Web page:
III. I come now to the Third and last Thing I observed in the Words, namely, the Limitation of this Assertion; till all be fulfilled. This, which our Translators render, till all be fulfilled, in the Original is, till all Things be done, that is, till the World be destroyed, and all Things come to an End. This Interpretation seems most agreeable to the parallel Place in St Luke xvi. 17. It is easier for Heaven and Earth to pass, than one Tittle of the Law to fail. And it seems most agreeable likewise to the Context, which speaks only of the Moral Law, as I proved by several Arguments, which is to remain for ever. And it is the most general Interpretation of Interpreters; donec omnia fiant, till all Things be done. But if the Word must be understood (as our Translators will have it) in the Sense of Fulfilling ; then we must have Recourse to the Word Prophets in the foregoing Verse, taking the Law for the Law or the Prophets, as it was there exprefled ; and the Fulfilling must relate to the Accomplishment of the Prophecies concerning Christ. But the Prophets not having been mentioned here, as foretelling Things to come, but as Expositors of the Moral Law, I prefer the other Interpretation, for the Reasons abovementioned ; namely,

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as being nearer the Original, ius år veita glin I, till all Things be done ; nearer the meaning of the Context, and the Words of St Luke. So it is but a further Assertion of the fame Thing he had faid before; q. d. Till Heaven and Earth pass, that is, are changed by the last Revolution, and all Things are at an End, the Law shall be kept up in it's full Vigour and Perfection.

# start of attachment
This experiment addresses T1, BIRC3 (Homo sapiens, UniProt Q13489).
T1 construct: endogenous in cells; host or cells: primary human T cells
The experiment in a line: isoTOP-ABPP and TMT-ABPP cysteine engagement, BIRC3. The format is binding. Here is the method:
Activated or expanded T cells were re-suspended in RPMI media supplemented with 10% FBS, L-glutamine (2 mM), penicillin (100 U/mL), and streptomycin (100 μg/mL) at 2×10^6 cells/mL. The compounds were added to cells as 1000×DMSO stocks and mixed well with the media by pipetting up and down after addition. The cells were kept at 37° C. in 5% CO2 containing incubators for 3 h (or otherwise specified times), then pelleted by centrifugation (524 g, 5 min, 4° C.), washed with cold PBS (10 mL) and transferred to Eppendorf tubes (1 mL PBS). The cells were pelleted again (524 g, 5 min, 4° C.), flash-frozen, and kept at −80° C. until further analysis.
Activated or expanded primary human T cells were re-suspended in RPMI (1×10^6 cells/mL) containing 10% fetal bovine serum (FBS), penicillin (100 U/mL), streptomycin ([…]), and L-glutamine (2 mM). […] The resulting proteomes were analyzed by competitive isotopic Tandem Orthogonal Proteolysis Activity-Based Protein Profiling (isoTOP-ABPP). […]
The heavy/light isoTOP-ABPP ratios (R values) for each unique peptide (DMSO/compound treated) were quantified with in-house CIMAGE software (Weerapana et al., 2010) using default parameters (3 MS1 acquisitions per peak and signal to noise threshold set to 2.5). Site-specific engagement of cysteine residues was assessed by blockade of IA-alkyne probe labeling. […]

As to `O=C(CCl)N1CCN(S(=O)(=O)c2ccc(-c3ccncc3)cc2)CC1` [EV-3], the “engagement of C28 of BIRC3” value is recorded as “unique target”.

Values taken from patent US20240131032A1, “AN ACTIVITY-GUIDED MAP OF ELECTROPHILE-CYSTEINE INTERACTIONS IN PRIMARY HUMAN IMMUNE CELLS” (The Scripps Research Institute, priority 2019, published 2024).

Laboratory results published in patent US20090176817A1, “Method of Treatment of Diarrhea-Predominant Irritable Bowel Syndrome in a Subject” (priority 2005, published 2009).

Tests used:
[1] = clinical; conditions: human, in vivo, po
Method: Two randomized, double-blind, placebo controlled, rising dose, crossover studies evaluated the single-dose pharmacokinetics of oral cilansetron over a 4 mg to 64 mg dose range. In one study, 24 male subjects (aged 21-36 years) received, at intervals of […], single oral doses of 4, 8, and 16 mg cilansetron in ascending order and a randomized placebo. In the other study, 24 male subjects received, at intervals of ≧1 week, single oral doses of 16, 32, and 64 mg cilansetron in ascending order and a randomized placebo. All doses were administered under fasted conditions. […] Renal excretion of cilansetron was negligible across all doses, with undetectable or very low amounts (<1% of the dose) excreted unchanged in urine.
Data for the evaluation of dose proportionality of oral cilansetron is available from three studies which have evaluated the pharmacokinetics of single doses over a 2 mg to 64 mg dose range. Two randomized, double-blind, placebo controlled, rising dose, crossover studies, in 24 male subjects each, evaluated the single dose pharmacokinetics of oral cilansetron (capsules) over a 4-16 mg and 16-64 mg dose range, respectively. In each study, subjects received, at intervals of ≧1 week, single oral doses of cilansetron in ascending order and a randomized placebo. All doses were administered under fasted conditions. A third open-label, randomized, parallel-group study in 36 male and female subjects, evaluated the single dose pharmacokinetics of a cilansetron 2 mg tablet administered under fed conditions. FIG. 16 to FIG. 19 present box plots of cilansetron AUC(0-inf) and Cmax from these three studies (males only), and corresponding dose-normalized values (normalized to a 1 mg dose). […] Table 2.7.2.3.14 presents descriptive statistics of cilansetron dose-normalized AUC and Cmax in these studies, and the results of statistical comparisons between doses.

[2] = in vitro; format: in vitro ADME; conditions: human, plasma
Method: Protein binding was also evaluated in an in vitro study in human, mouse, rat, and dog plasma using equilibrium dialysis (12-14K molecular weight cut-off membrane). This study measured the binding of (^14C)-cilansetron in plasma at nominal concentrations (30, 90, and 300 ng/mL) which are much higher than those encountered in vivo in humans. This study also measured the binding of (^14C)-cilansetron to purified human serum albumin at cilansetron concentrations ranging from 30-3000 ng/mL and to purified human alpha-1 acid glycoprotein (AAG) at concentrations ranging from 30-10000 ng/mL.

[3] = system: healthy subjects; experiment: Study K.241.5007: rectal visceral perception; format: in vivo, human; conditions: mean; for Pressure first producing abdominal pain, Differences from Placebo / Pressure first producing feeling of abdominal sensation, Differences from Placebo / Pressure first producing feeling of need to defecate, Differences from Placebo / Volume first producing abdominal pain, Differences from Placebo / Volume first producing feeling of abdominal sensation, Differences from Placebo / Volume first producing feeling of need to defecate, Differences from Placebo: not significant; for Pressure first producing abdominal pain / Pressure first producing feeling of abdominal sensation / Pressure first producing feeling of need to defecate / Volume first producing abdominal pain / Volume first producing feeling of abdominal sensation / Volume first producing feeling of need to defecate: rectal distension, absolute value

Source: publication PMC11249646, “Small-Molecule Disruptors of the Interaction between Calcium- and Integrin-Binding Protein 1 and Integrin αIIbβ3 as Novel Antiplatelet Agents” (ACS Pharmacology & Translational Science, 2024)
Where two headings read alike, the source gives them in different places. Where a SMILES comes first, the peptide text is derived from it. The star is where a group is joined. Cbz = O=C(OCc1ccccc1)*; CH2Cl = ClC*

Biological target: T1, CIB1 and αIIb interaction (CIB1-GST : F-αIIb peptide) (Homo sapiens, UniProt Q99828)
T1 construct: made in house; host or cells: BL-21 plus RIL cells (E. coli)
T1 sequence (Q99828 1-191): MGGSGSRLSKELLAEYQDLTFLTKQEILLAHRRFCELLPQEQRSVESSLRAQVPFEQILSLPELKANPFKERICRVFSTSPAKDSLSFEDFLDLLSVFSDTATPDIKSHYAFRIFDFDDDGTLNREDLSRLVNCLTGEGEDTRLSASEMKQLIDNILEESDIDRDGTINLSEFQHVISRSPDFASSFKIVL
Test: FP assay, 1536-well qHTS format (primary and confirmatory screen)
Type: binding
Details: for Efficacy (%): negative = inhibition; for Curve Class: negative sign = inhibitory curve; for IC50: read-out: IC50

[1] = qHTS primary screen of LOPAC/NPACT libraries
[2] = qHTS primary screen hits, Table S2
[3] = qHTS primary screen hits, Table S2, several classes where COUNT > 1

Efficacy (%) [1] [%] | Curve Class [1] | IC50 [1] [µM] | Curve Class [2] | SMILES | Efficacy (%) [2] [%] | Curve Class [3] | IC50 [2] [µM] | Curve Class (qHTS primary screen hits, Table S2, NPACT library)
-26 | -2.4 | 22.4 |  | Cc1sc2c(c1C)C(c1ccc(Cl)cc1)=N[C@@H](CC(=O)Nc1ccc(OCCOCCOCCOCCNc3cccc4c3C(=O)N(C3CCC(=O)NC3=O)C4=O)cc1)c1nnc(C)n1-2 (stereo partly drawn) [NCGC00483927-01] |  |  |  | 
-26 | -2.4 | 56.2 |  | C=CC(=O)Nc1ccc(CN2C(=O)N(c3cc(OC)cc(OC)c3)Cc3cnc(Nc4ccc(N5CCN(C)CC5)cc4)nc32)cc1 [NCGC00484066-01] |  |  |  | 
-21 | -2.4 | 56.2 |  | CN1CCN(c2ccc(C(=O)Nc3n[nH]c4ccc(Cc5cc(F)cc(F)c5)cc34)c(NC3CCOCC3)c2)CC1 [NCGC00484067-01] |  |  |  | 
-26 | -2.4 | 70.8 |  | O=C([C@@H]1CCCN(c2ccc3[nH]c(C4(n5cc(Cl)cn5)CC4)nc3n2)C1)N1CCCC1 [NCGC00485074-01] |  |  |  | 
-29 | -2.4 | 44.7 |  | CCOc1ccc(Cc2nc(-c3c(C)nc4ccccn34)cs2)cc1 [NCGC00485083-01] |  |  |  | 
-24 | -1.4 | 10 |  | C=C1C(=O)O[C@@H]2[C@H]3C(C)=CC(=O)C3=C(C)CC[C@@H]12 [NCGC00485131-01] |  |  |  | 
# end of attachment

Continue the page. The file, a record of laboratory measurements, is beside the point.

So now I have done with what I proposed to speak to from the Words; but there is an Objection will naturally rise from what our Saviour here says, which it will be necessary to remove by Way of further Explication of this Doctrine, concerning the perpetual Obligation of the Moral Law. The Objection is this; If the Moral Law is so binding upon Christians, then we are yet under the Covenant of Works, which promised Life only upon the Perfect Obedience of the Law, and threatned its Curses to all them who continued not in all Things written in the Law, to do them. And if so, how is Christ's Yoke easier, or his Burthen lighter? For Answer of this Objection; and for the Explication of this Doctrine, concerning the perpetual Obligation of the Moral Law, we are to confider, that tho' the Moral Law is still binding as a Rule of Duty, and as being a Transcript of the Law of Nature, assumed into the Gospel Dispensation ; yet by Virtue of the New Gospel-Covenant we are delivered, both from the Curse, and Rigour of it; and several more Gracious Terms are allowed us, than by that Law we could have pretended to. All which Terms, notwithstanding, do not tend to the abolishing of the Law, but to the better Observance of it: as will be